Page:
Ion beams mutate DNA by deleting multiple bases from the genome. Compared to traditional sources of radiation, like gamma rays and X-rays, ion beams have been shown to cause more severe breaks in DNA that are more difficult to weave back together, causing the change in DNA to be more drastic than changes caused by traditional irradiation. Ion beams change DNA in a manner that makes it look vastly different than its original makeup, more so than when traditional irradiation techniques are used. Most experimentation, using ion beam technology, has been conducted in Japan. Notable facilities using this technology are TIARA of the Japan Atomic Energy Agency, RIKEN Accelerator Research Facility, and various other Japanese institutions. During the process of ion beam radiation, seeds are wedged between two kapton films and irradiated for roughly two minutes. Mutation frequencies are notably higher for ion beam radiation compared to electron radiation, and the mutation spectrum is broader for ion beam radiation compared to gamma ray radiation. The broader mutation spectrum was revealed through the largely varied amount of flower phenotypes produced by ion beams. Flowers mutated by the ion beams exhibited a variety of colors, patterns, and shapes. Through ion beam radiation, new varieties of plants have been cultivated. These plants had the characteristics of being ultraviolet light-B resistant, disease resistant, and chlorophyll-deficient. Ion beam technology has been used in the discovery of new genes responsible for the creation of more robust plants, but its most prevalent use is commercially for producing new flower phenotypes, like striped chrysanthemums.
Gamma radiation is used on mature rice pollen to produce parent plants used for crossing. The mutated traits in the parent plants are able to be inherited by their offspring plants. Because rice pollen has a very short lifespan, researchers had to blast gamma rays at cultured spikes from rice plants. Through experimentation, it was revealed that there was a greater variety of mutation in irradiated pollen rather than irradiated dry seeds. Pollen treated with 46Gy of gamma radiation showed an increase in grain size overall and other useful variations. Typically, the length of each grain was longer after the crossing of irradiated parent rice plants. The rice progeny also exhibited a less chalky visage, improving on the appearance of the parent rice plants. This technique was used to develop two new rice cultivars, Jiaohezaozhan and Jiafuzhan, in China. Along with facilitating the creation of these two rice cultivars, the irradiation of mature rice pollen has produced roughly two hundred mutant rice lines. Each of these lines produce rice grains of both a higher quality and larger size. The mutations produced by this technique vary with each generation, meaning further breeding of these mutated plants could produce new mutations. Traditionally, gamma radiation is used on solely adult plants, and not on pollen. The irradiation of mature pollen allows mutant plants to grow without being in direct contact with gamma radiation. This discovery is in contrast to what was previously believed about gamma radiation: that it could only elicit mutations in plants and not pollen.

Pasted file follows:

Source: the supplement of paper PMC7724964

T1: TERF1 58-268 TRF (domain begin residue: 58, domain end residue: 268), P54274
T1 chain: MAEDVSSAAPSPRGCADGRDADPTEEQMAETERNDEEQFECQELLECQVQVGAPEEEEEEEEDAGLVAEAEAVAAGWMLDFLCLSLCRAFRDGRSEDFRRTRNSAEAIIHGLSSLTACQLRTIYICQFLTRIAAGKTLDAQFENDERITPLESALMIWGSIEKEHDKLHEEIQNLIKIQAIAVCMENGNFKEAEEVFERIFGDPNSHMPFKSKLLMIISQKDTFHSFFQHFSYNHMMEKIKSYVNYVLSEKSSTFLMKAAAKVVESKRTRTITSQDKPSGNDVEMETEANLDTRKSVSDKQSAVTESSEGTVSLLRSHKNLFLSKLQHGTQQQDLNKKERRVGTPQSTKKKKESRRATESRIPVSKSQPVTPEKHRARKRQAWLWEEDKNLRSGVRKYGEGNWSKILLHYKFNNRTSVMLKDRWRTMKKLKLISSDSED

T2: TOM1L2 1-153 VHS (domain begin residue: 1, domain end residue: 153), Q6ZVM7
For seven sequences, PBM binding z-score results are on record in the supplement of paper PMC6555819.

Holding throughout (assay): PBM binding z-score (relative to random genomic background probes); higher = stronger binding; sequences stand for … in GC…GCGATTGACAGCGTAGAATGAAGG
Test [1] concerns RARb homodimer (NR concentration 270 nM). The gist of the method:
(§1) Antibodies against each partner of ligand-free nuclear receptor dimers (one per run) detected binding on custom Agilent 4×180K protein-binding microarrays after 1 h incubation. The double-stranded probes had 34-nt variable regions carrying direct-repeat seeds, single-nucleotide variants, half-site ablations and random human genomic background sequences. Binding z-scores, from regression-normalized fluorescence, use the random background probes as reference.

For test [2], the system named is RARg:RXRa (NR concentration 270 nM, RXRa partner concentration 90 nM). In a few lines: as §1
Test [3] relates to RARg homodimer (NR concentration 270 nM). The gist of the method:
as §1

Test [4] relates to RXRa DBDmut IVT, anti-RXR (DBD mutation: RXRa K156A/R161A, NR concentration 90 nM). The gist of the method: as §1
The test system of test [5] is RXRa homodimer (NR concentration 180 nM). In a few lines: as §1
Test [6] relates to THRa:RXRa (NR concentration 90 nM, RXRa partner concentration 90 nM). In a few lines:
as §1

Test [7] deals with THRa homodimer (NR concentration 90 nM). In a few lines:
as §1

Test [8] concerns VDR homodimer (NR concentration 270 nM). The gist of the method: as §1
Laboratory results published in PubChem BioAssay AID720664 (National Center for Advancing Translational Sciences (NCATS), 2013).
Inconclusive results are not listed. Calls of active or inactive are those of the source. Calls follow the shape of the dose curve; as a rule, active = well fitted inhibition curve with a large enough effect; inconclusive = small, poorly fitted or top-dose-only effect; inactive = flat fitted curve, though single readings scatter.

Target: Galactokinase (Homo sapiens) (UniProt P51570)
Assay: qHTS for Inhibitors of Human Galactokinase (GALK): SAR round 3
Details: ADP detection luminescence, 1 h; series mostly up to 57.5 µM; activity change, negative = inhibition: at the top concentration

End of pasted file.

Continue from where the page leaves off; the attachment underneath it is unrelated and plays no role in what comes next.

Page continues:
Unlike genetically modified crops, which typically involve the insertion of one or two target genes, plants developed via mutagenic processes with random, multiple and unspecific genetic changes have been discussed as a concern but are not prohibited by any nation's organic standards. Reports from the US National Academy of Sciences state that there is no scientific justification for regulating genetic engineered crops while not doing so for mutation breeding crops.
Several organic food and seed companies promote and sell certified organic products that were developed using both chemical and nuclear mutagenesis. Several certified organic brands, whose companies support strict labeling or outright bans on GMO-crops, market their use of branded wheat and other varietal strains which were derived from mutagenic processes without any reference to this genetic manipulation. These organic products range from mutagenic barley and wheat ingredient used in organic beers to mutagenic varieties of grapefruits sold directly to consumers as organic.
As of 2011 the percentage of all mutagenic varieties released globally, by country, were:: 187 
Notable varieties per country include:
In 2014, it was reported that 17 rice mutant varieties, 10 soybean, two maize and one chrysanthemum mutant varieties had been officially released to Vietnamese farmers. 15% of rice and 50% of soybean was produced from mutant varieties.